In flotation, the different electro-chemical surface characteristics of minerals are utilized in the separation process, in that some minerals in a fine-grained slurry are made hydrophobic through the addition of reagents (collectors, activators). Air injected into a tank (flotation cell) containing the slurry carries the hydrophobic particles to the surface where they collect as foam which is then subsequently scooped off. This form of separation, where the mineral concentrate is removed in the foam is known as direct flotation; when the mineral remains in the heavy liquid component, the process is known as indirect flotation. By varying the pH-values of the slurry and the reagent additives, different minerals can be selectively recovered.

In mechanized ore mining, flotation is the most widely used processing method.


This process is applied on precious-metal ores. Gold, silver and some of their compounds have the characteristic that they can alloy with mercury. These alloys are referred to as amalgams. To separate the precious metal, the raw ore is processed together with mercury, the amalgam removed, and the compound then dissociated into the precious metal and mercury by distillation. The amalgamation is performed in washing pans (bateas), sluices, vessels, barrels, amalgamating drums, Chilean (edge) mills, stamp mills, amalgamating bottles or tables.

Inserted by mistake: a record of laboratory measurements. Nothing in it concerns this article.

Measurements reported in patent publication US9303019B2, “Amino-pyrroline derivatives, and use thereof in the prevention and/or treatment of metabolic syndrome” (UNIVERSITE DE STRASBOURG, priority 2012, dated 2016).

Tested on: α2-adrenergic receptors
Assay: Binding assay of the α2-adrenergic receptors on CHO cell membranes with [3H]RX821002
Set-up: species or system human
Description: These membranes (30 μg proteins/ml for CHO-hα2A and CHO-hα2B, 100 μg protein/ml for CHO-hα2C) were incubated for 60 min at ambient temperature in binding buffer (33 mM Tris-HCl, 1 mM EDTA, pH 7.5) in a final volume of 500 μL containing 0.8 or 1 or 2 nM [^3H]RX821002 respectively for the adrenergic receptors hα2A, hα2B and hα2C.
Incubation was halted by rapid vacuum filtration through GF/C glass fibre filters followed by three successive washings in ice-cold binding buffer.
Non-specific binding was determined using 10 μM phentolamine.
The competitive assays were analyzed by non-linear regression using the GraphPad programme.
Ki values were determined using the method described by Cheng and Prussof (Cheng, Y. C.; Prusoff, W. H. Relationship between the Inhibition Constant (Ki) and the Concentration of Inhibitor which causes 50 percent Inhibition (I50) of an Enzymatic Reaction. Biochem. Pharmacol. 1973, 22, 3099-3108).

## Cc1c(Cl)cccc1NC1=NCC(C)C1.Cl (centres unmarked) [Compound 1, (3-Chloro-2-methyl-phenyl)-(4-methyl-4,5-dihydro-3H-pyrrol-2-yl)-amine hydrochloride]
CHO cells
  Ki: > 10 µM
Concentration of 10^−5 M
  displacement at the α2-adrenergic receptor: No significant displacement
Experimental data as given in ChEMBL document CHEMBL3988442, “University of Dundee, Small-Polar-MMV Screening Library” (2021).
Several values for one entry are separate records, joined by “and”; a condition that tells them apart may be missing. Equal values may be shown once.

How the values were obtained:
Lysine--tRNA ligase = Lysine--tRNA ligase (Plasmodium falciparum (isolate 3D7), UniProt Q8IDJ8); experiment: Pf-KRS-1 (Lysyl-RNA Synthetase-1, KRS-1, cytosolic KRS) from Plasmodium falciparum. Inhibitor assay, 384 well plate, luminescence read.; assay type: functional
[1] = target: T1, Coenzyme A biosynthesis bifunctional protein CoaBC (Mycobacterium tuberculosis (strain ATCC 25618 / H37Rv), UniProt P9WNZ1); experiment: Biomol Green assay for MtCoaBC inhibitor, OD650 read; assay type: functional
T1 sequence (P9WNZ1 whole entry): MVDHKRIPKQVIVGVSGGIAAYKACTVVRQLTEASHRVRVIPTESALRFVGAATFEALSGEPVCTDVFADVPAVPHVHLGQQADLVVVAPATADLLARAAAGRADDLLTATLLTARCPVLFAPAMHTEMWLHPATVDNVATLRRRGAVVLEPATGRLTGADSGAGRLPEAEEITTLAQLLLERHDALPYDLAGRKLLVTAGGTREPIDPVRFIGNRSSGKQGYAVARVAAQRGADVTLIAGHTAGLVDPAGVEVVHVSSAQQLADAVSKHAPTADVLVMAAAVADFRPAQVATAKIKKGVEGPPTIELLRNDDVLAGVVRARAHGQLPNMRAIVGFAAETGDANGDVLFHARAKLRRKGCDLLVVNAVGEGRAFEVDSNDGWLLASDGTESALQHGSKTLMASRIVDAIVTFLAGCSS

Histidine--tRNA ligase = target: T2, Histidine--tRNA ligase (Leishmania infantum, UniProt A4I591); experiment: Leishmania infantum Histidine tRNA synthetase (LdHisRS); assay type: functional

Magnetic separation makes use of the varying magnetic susceptability of the minerals contained in the ore being processed. This physical characteristic (magnetism) enables individual, magnetic minerals to be separated from non-magnetic, or less magnetic ones through the use of a magnet.


Separation by leaching utilizes chemical solutions, transport and precipitating phenomena Here, under specific Eh-pH conditions, minerals are dissolved by certain acids, leaches or solutions. The presence of bacteria can have a catalytic effect on the reactions. In a separate facility, the metals are dissociated from the solution and concentrated. Leaching is performed in tanks, on ore stockpiles, or in-situ.